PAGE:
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 By: Dr. Ali Mohamad

Over the past decade as an Arabic content consultant in the GCC region, I have been asked by hundreds of clients to translate some content into “Saudi Arabic” or “Arabic of Dubai”. On a few occasions, I was even asked to rewrite some Arabic content written in “Lebanese Arabic” into “Emirati Arabic”. If my tone of voice hasn’t already told you that there is no such a thing as local registers in Arabic language, here it is: There is no such a thing as local registers in Arabic language.

But in my clients’ defense, it is our fault as Arabic linguists that such information is not available for non-Arabic speakers. So here is my two cents.

When it comes to media training in the GCC region, and in Dubai in particular, senior executives require a bit of a different approach, not only to cope with the challenges of multiculturalism and multi-lingualism (if this is a word), but also to handle the today booming social media interviews model.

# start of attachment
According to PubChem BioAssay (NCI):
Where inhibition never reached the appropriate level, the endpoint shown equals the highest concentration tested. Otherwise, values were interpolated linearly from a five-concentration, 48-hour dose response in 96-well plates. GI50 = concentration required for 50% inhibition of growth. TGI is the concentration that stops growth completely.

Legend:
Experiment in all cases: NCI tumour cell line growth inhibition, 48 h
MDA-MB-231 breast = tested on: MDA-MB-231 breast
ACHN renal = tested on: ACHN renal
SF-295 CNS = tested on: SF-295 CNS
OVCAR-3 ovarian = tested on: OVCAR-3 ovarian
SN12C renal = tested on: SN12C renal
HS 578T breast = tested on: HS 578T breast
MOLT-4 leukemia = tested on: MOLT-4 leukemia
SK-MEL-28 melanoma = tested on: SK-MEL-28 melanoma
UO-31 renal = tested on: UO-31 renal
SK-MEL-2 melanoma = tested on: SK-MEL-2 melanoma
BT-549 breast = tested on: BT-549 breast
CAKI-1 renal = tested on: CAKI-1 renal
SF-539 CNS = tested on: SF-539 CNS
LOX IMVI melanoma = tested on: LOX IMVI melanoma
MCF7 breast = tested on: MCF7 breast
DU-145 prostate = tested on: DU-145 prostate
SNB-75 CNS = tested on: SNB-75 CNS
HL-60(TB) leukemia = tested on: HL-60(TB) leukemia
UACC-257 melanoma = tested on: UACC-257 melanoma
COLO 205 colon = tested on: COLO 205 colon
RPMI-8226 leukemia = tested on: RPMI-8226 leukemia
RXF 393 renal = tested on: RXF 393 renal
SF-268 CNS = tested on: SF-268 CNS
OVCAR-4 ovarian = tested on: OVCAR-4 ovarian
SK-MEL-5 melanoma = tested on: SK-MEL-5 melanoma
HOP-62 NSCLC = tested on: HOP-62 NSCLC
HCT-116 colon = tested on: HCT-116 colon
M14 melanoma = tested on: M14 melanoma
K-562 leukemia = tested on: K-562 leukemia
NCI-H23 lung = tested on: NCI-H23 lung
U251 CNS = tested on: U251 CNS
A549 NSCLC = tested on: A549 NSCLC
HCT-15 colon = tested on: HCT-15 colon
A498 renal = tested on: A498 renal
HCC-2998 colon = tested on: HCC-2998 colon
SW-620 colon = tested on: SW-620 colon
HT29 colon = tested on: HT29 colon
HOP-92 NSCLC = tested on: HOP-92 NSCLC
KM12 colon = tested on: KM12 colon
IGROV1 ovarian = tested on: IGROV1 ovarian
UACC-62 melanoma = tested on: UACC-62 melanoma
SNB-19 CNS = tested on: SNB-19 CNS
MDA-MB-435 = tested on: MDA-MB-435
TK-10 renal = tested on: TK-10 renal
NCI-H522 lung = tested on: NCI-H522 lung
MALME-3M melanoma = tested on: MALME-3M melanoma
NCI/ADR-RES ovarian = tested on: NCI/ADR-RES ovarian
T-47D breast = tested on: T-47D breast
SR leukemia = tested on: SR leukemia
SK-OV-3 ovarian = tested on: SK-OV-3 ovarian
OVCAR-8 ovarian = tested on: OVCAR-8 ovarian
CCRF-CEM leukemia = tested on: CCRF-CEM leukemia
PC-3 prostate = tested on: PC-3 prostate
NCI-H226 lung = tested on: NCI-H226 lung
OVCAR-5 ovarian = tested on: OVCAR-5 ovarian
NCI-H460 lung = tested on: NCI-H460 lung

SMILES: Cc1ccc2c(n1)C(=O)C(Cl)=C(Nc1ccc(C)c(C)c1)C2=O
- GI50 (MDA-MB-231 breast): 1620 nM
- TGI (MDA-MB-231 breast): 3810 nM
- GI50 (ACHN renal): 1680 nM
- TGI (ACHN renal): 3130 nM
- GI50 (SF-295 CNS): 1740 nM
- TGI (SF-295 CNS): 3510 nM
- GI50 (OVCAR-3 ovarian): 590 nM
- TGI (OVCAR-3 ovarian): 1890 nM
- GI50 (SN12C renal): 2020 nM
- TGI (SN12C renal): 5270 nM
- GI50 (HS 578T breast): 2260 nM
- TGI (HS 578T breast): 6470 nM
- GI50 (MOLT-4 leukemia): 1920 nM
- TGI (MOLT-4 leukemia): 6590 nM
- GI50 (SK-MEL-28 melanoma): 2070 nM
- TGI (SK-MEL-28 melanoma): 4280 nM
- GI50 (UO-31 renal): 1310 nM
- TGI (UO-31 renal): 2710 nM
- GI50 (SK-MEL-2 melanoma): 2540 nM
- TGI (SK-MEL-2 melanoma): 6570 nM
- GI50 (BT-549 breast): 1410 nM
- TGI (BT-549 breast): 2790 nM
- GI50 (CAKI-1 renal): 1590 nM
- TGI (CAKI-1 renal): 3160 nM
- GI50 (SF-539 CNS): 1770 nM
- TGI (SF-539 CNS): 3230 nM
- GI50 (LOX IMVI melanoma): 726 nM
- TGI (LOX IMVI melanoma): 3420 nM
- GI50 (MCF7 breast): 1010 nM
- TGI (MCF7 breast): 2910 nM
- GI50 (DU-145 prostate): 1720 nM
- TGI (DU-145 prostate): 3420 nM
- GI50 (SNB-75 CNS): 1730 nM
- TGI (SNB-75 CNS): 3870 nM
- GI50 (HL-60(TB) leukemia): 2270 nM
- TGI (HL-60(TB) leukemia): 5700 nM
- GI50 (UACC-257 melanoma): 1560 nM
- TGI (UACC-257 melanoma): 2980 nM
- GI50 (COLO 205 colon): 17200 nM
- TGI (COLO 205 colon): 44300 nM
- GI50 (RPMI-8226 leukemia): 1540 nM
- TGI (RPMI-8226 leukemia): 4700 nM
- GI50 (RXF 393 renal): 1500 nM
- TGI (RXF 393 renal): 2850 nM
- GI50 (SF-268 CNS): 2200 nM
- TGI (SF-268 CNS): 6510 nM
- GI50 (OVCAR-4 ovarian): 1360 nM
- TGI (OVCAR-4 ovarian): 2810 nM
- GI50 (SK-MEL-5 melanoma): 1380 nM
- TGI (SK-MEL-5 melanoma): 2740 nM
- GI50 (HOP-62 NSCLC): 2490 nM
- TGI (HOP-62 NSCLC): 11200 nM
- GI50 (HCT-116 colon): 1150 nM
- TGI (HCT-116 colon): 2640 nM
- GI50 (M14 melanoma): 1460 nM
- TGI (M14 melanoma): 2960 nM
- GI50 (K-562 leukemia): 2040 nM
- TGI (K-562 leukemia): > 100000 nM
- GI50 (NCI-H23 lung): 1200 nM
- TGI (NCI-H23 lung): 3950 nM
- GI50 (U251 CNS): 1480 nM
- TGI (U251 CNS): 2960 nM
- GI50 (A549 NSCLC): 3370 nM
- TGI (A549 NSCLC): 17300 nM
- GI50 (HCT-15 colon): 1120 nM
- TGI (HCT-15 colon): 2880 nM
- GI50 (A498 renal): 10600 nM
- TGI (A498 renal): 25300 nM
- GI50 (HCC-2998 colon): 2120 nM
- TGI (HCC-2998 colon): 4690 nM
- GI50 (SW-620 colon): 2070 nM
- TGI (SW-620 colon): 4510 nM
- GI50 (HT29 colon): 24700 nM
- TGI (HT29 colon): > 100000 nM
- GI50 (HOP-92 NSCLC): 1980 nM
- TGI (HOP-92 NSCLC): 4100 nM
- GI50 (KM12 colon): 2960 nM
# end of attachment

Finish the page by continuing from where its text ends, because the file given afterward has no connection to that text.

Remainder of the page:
With our focus on media training in Dubai and the GCC region in general, we came across an important question: How valid is it to provide EmCee training for those who do not really want to EmCee?

The question is not rhetorical. Mid-management and support staff may easily find themselves introducing high executives in social functions, conferences, induction meetings, and other situations where their presence behind the microphone plays a key role in the success of the event. Some may have the skills or experience required for this, and some others may dread the idea, but they all will need to do it.

It goes without saying that knowledge in local culture is not luxury for executives. This knowledge could easily mean the difference between your name among the top 100 CEOs in your region, and a way-too-early goodbye party in your company. But when it comes to the GCC region, this becomes even more imperative.

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